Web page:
Abilene, TX -- It
stands tall over Dyess Air Force Base, brushing the Abilene skyline, but once
you're at the top, "anything
can happen," explained Staff Sergeant Macy Paulino.
"You can have ten aircrafts scheduled to fly and they all break down, or you can have nobody and then everyone just comes and wants to play, so it's just kind of, what do I get to do today?"
a crew of twelve sit atop the tenth floor making sure aircrafts stay separated, safely and efficiently.
"The aircraft coming into our airport, I'm going to tell them, you're number one, you're number two, you're number three, and you've got to spin to follow, you're number four," said Staff Sergeant Paulino.
She says it's the type of profession that requires a certain mentality and a good backbone.
"It's a spare of the moment job, you can either do it, or you can't."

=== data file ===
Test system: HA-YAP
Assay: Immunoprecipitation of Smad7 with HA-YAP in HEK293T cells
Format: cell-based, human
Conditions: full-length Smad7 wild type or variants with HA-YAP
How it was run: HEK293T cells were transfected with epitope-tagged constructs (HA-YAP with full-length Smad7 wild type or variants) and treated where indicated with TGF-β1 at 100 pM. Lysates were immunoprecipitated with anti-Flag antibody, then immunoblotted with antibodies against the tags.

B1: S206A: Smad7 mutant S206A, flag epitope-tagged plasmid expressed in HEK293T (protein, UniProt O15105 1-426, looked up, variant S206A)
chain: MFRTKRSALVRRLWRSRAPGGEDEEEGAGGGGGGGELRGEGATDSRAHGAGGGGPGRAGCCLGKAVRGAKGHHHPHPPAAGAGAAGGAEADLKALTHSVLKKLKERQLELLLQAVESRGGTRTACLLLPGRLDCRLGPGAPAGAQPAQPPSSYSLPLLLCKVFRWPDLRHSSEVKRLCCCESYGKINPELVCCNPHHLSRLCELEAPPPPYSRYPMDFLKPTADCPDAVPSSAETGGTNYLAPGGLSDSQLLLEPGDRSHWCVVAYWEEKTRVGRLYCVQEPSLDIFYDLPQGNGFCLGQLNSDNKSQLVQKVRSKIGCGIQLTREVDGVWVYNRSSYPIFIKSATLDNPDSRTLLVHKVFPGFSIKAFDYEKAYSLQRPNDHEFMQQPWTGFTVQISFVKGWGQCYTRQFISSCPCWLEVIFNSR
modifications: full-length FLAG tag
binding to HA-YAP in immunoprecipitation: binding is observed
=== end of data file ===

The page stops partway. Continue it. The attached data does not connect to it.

There's also little room for error.
"My greatest struggle has been to keep my ratings. We have so many roles in the tower that at any point, if you mess up the separation, you get your ratings taken and you have to start all over again. It's not a shameful thing, it definitely happens, but I'm very proud that I have yet to lose my rating and hopefully it doesn't happen tomorrow," she joked.
Staff Sergeant Paulino has been a part of the crew at Dyess Air Force Base for more than seven years. What keeps her coming back?
"Just to see what's going to happen the next day, because you can't predict what's going to happen on one given day, she explained.
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